as approved by the National Convention of the Evangelical Lutheran Church in Canada and the General Synod of the Anglican Church of Canada. Waterloo, Ontario, 2001.
In John 17:20-21, our Lord prayed that Christians might all be one so that the world might believe in Christ through the witness of our unity. The 20th century has given rise to an increase of movements which seek to give visible expression to this prayer. Christians have begun to see the fulfillment of Jesus' words as they unite in action to address the needs of local and global communities. The churches themselves have entered into partnerships at every level, from the neighbourhood to the world, through councils of churches, theological dialogues, and covenants which have fostered greater understanding in the search for common witness and visible unity. All these steps have moved us towards a healing of ancient divisions, including those which occurred during the 16th century in Europe.
Lutherans and Anglicans are graced in that we can respond to this prayer for unity without having experienced formal separation from one another. We share a common heritage as catholic churches of the Reformation. Despite our previous geographic, linguistic and cultural differences, in recent years we have discovered in one another a shared faith and spirituality. This discovery has called us into a search for more visible unity in mission and ministry.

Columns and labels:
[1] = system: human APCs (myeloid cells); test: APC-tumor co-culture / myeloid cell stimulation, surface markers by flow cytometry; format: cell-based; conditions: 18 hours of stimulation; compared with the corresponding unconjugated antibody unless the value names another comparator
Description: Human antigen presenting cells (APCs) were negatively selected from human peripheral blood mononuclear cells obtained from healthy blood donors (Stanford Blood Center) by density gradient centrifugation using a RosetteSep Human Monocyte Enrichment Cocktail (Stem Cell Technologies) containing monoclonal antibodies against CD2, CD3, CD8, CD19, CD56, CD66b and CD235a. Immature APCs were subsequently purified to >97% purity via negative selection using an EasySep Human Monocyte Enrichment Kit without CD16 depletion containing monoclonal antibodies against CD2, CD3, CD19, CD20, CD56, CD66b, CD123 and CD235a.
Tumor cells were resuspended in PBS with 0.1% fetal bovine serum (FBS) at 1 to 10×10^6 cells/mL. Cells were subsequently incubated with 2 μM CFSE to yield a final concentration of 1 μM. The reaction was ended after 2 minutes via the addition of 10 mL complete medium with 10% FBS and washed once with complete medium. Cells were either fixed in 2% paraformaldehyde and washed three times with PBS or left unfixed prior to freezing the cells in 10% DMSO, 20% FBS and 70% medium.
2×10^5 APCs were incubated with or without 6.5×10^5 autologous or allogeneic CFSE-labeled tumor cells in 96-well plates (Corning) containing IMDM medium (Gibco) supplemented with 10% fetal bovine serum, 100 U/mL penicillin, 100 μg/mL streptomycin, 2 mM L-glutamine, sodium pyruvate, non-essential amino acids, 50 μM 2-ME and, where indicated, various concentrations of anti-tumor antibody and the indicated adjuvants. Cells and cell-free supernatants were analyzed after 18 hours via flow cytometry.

On the international scene, the Lutheran World Federation and the Anglican Consultative Council have participated in a number of formal discussions since 1970. These conversations were encouraged by the international multilateral consensus document Baptism, Eucharist and Ministry (Faith and Order, WCC, 1982). In 1987 an international Lutheran Anglican consultation on episcope was held in Niagara. From this gathering some specific recommendations were directed to the churches for their discussion. Consideration of these recommendations led in northern Europe to The Porvoo Common Statement (1993), and in the United States to the Concordat of Agreement (1997).
In 1983 Canadian Lutherans and Anglicans met to discuss the implications for the churches in Canada of the ongoing dialogue between Lutherans and Episcopalians in the United States. From this meeting emerged the Canadian Lutheran Anglican Dialogue (CLAD), whose first series of meetings led to the publication of its Report and Recommendations, (April 1986). This report gave impetus to the desire of the two churches to produce an agreement which could provide a basis for the sharing of the eucharist between our churches.
A second series of discussions (CLAD II) resulted in the agreement Interim Sharing of the Eucharist, which was approved in 1989 by the National Convention of the Evangelical Lutheran Church in Canada and by the General Synod of the Anglican Church of Canada. In that agreement, we
The experience of six years of interim eucharistic sharing led the two churches in 1995 to take further steps towards full communion. The National Convention and the General Synod renewed the Interim Eucharistic Sharing Agreement until 2001 and further agreed